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Envy

ENVY

Envy is a primitive force in the personality that is opposed to, and therefore mounts destructive attacks upon, parts of the object felt to be good. It attacks aspects of the libidolove, constructiveness, integrationsimply because of their life-giving characteristics. This notion first appears in Envy and Gratitude (Klein, 1957).

Freud was uncertain about the clinical usefulness of the concept of the death instinct. Klein found ways of showing its clinical relevance, especially in her work with children. The primary destructive force, the death instinct, aims at destroying the ego. Freud (1926) recognized that the ego needs to escape this very early experience of threat, and that it can do so by projecting the death instinct outwards. Thus the ego contrives to see the danger to itself as coming from external objects. This danger may then coincide, he thought, with some real external threat. As Klein (1932) added, the external object may be a harsh critical parent (then internalized as a persecuting superego). Then the external enemy can be attacked, as can other aspects of the death instinct turned against an external object. In both these processes of establishing outwardly directed impulses, the libido may fuse to some degree with the death instinct.

Later and in contrast with the above, Klein described a very different manifestation of death instinct: primary envy. In this instance the destructive force is directed against an external object that is not a threat but a good object, typically the mother's breast, which feeds and comforts. To the external good object is attributed a wish for life and a wish to preserve life in the ego. In this case, the good object represents a part of the libido projected into an external object. And it is attacked there by impulses derived from the death instinct now turned away from the ego itself. The death instinct, directed against those (libidinal) parts of the ego concerned with the wish to live, remains a destructive force against them when they are projected. Klein's view is a generalization and extension of Freud's notion of penis envy.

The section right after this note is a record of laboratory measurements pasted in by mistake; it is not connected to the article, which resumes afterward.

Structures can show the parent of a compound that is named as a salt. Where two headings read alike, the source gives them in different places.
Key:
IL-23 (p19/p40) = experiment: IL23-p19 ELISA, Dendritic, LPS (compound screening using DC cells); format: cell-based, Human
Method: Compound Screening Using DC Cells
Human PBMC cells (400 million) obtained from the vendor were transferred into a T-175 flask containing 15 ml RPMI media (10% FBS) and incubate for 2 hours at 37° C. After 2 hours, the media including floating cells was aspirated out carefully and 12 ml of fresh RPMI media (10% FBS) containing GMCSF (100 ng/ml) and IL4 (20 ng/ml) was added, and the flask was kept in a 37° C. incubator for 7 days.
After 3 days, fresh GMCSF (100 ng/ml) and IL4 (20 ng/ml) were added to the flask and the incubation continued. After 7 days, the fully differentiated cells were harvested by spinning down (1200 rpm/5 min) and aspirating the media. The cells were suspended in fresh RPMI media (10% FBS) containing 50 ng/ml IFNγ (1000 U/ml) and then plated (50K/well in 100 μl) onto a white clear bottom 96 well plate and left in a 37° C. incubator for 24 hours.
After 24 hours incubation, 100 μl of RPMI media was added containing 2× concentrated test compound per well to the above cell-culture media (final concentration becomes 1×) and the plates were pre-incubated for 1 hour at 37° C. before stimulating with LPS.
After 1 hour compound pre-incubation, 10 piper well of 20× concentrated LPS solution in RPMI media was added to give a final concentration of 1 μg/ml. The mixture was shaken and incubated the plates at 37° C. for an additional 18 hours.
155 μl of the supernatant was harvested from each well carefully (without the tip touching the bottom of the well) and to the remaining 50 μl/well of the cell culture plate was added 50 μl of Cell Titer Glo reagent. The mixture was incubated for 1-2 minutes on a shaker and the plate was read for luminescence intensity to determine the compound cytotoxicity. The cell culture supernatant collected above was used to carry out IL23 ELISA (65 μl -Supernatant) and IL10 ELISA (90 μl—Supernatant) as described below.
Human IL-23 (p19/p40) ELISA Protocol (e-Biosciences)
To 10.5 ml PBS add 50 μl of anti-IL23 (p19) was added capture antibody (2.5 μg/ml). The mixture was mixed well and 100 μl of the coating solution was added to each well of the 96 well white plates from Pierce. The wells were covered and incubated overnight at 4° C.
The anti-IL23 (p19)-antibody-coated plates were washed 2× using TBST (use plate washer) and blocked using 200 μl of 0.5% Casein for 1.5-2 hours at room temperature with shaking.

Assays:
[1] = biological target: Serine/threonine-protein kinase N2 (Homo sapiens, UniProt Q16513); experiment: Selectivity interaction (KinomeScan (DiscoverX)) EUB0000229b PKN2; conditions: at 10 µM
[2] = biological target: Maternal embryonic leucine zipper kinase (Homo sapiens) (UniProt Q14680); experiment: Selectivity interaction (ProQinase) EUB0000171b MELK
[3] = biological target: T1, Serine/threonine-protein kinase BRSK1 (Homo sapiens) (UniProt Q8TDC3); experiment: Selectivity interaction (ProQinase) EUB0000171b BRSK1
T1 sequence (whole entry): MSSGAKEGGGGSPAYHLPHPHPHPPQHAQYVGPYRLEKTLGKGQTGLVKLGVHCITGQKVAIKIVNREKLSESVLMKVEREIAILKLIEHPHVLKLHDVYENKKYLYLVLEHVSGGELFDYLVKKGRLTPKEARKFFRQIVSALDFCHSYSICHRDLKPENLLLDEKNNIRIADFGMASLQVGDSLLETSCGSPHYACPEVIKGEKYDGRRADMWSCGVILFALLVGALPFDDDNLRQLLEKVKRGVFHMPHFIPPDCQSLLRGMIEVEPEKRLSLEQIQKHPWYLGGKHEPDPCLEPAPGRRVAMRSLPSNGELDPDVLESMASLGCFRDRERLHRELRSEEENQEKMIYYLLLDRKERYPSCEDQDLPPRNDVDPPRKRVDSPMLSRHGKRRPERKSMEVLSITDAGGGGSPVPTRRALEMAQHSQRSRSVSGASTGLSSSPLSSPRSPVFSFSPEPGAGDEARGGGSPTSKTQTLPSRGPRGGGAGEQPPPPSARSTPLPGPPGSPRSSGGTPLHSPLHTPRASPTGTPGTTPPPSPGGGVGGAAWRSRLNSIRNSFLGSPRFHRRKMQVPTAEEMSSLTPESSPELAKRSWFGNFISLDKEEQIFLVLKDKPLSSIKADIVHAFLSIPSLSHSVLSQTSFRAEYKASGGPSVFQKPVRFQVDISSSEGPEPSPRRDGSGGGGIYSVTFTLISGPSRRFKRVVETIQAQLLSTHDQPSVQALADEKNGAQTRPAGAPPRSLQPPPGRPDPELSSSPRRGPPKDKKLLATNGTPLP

Klein developed the idea of the death instinct in terms of relations to the object and to the self. Rosenfeld (1971) described states in which the ego is dominated by aspects of the death instinct. Since Freud's theory of the death instinct was never fully accepted, Klein's idea of envy was also contentious (Joffe, 1969). Envy represents a primary kind of evil, and it is difficult often to accept such a state in an innocent infant.

Others have attributed aggression in infancy and childhood to frustration of libidinal impulses. Wilfred Bion described paroxysms of aggression arising in infants when an infant's insistent projection meets an uncontaining mother frightened by the infant's fear of death. Here the anger of frustration can appear much like envy.

Robert D. Hinshelwood

See also: Envy and Gratitude ; Links, attacks on; Logic(s); Narcissistic neurosis; Oral-sadistic stage; Primary object.

Bibliography

Freud, Sigmund. (1926). Inhibitions, symptoms and anxiety. SE, 20: 75-172.

Joffe, Walter. (1969). A critical review of the envy concept. International Journal of Psycho-Analysis, 50, 533-545.